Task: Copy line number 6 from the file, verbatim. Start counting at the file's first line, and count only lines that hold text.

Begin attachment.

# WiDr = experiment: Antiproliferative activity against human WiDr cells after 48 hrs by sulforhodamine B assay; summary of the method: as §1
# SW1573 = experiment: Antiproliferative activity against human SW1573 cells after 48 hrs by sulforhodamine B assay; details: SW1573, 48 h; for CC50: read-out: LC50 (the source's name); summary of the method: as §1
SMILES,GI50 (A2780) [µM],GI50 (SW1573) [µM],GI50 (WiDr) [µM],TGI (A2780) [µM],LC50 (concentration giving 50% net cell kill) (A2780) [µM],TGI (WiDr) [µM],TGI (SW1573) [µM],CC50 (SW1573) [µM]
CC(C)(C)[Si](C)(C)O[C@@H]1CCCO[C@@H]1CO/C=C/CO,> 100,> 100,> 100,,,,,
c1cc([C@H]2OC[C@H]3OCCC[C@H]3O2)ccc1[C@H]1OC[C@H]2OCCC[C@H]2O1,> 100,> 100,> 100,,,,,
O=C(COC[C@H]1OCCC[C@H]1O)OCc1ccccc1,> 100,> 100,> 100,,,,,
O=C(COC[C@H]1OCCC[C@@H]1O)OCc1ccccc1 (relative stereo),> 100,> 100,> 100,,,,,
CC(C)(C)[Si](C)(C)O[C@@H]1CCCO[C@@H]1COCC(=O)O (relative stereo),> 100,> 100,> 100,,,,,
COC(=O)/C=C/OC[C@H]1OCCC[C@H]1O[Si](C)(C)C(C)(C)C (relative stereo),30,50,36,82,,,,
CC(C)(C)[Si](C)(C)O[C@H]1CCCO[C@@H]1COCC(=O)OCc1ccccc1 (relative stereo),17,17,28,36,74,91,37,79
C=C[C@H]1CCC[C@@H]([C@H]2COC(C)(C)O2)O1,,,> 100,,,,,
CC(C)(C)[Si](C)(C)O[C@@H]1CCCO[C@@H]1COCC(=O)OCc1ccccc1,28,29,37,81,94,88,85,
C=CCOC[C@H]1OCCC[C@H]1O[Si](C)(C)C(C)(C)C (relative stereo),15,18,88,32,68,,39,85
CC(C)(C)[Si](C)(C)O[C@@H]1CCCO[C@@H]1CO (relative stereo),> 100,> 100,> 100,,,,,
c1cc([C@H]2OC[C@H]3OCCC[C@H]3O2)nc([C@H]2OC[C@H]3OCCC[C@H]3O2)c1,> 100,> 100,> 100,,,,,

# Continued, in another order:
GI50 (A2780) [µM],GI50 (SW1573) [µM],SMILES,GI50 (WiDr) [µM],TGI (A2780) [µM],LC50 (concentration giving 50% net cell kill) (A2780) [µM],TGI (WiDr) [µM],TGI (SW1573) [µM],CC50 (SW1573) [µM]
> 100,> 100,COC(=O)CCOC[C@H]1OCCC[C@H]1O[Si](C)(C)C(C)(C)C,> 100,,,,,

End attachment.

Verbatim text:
O=C(COC[C@H]1OCCC[C@H]1O)OCc1ccccc1,> 100,> 100,> 100,,,,,